The Women’s Economic Security Initiative (WESI) is a long-term, systems-level collaborative initiative centered around the shared vision that all women in the Philadelphia region attain financial well-being for themselves and their families. WOMEN’S WAY and our partners understand that poverty is a determinant of poor health outcomes, low educational attainment, unstable housing and other adverse outcomes that are destructive to Philadelphia families and prevent our city from achieving true economic vitality.
With the understanding that no one sector or organization alone can solve this deep-rooted issue, WESI brings together government, nonprofits, philanthropy, business, and women with the lived experience of economic insecurity around a common agenda and aligned activities. Using the collective impact framework, our network…
- Identifies and works to fill critical systemic gaps,
- enhances the coordination and capacity of organizations doing promising work, and
- builds a community committed to data-driven learning.
As the backbone of this effort, WOMEN’S WAY guides vision and strategy, supports aligned activities, builds public will, and mobilizes funding.
WESI’S SHARED PRIORITY GOALS
WESI stakeholders have identified five priority areas:
1. Improve & Coordinate Services. Expand access to services that ensure that women and families 1) get their basic needs met and 2) are supported through economic transitions in empowering and respectful ways.
2. Change the Narrative. Change the personal and public narratives about economic insecurity, including creating a transformative awareness that racial and gender disparities are due to foundational and systemic discrimination and policies.
3. Increase Access to Good Jobs. Work with businesses, nonprofits and governments to improve access to, and numbers of, jobs that allow women to achieve financial well-being.
4. Transform Philanthropy. Establish an equitable and community-driven approach to grantmaking that 1) supports and incentivizes organizations to build high-quality programs, invest in innovation, and engage in long-term, multi-sector collaboration; 2) builds community power; and 3) shares learnings with other funders.
5. Increase Representation. Intentionally recruit and support women, especially women of color and women with the lived experience of economic insecurity, to lead and participate in all WESI groups and committees.
WESI’s structure consists of the following entities, all of which include representatives from business, government, nonprofits, philanthropy, and women with the lived experience of economic insecurity:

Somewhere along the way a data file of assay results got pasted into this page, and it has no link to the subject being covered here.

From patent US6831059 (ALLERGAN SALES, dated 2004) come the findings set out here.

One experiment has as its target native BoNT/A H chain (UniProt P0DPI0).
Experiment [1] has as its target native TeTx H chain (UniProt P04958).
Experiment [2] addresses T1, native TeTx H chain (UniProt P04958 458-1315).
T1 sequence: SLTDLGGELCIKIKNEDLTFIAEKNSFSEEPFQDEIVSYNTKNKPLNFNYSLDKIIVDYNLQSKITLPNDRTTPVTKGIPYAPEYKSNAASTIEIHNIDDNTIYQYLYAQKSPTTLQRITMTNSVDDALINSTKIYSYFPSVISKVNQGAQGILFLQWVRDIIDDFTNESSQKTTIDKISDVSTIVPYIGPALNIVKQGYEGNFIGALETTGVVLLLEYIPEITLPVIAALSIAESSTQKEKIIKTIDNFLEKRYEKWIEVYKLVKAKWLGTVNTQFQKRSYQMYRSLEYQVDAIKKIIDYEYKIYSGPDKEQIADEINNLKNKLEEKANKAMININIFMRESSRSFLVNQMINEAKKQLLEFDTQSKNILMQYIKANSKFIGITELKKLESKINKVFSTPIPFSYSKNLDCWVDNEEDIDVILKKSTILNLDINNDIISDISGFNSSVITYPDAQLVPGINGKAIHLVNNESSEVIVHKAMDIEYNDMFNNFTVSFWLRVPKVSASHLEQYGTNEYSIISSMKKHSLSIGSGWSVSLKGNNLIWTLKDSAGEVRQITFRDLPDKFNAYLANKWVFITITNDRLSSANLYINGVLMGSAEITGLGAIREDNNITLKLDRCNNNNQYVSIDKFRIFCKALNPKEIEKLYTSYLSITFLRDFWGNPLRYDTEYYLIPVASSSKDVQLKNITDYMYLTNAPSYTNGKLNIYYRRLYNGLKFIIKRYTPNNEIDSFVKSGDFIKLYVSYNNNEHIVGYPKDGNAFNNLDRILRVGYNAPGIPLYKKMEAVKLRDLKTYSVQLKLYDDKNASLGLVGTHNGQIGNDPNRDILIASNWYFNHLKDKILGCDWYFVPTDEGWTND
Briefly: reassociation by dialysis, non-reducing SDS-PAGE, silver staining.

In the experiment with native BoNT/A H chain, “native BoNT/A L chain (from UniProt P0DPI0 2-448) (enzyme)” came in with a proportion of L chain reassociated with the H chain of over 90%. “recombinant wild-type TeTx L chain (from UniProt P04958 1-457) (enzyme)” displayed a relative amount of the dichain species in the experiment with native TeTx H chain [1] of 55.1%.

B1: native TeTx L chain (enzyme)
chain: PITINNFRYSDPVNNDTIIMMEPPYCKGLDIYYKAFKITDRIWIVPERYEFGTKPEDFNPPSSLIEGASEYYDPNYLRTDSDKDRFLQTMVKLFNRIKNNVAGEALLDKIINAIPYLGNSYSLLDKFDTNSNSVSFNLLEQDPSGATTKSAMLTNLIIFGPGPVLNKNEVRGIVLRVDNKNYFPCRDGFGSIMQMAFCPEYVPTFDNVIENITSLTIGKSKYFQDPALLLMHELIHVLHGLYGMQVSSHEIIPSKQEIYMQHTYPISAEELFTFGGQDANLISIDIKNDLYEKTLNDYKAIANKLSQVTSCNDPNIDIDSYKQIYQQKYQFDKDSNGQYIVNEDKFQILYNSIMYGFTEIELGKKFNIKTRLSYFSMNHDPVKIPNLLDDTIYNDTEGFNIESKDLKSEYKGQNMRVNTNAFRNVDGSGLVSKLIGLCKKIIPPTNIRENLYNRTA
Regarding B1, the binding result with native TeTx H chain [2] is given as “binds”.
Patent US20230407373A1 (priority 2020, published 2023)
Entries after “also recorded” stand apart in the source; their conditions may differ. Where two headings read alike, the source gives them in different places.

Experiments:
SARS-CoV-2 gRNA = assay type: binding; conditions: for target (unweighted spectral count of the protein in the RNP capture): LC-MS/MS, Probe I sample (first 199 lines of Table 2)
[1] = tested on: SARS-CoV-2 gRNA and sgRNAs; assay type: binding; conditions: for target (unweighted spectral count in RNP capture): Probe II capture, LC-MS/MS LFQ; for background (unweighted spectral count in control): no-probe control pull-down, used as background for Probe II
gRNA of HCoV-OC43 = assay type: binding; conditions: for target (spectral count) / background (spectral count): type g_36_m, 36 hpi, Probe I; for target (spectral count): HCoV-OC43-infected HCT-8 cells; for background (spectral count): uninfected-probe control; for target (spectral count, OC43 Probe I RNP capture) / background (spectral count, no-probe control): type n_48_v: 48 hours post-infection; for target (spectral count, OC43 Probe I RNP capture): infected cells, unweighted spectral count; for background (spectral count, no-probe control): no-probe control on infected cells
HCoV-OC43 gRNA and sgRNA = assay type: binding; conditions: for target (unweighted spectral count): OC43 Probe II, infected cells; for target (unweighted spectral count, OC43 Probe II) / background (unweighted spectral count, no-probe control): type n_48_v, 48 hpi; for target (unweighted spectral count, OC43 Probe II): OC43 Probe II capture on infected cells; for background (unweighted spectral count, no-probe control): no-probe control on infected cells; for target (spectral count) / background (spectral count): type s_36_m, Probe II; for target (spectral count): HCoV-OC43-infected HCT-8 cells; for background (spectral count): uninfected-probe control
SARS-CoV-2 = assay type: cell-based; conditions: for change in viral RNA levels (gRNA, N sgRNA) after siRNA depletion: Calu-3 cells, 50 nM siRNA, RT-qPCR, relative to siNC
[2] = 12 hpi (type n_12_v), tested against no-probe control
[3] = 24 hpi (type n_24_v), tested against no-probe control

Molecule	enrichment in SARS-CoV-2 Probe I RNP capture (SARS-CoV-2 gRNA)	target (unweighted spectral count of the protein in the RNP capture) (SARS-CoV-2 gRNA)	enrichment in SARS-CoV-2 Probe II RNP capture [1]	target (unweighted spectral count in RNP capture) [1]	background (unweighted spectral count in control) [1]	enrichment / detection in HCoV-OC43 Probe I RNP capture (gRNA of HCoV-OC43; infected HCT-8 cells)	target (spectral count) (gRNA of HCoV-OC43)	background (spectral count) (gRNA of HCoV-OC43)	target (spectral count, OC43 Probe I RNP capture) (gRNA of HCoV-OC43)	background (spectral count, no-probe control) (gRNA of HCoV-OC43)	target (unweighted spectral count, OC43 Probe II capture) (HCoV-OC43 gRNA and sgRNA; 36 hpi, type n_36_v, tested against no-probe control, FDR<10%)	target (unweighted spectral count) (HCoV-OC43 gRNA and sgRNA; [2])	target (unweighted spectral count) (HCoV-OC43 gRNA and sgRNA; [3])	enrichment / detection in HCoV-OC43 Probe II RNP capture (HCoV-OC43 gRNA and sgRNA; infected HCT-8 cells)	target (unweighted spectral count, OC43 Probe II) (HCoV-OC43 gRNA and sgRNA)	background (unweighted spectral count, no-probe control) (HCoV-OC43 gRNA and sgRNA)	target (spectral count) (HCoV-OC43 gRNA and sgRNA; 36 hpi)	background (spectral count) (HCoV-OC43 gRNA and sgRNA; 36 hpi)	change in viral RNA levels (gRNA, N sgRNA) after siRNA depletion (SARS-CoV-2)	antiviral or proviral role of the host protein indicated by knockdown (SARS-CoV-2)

The Steering Committee, the principal oversight body for WESI
The Financial Health Work Group, which works to improve access to financial services in the region
The Strengthen Jobs Work Group, which works to improve access to sustainable jobs that enable women to achieve financial well-being
The Change the Narrative Work Group, which works to change the public and personal narrative about economic insecurity
The Community Conversations Peer Group, a peer support and dialogue group made up of women who have experienced or are currently experiencing economic insecurity
WESI’S 1ST PILOT PROGRAM: FINANCIAL EMPOWERMENT IN EARLY CARE & EDUCATION
In June of 2018, WESI launched an innovative pilot program that seeks to improve the financial well-being of women by integrating financial coaching services into early care and education centers in the Philadelphia region.
The pilot is being implemented in partnership with Urban Affairs Coalition (UAC) and First Up (formerly DVAEYC). Each organization, with the support of WOMEN’S WAY and WESI, has hired a financial coach who is providing services to directors, staff, and caregivers at the centers with which the organizations already interface. Centers involved in this pilot are located in low-income communities and serve primarily low-income families through one or more subsidized programs.
Financial coaching – as opposed to financial counseling or financial education – is based on a one-on-one, collaborative relationship, empowers the client to drive the agenda and find their own solutions, and focuses on long-term behavior change. Financial coaching has proven to be effective in improving self-efficacy, mental health, and financial metrics such as decreased debt and increased savings.
Read about the first year of the pilot and its impact here.
Please note: The Women’s Economic Security Initiative is not a traditional grantmaking program and therefore we do not accept grant applications.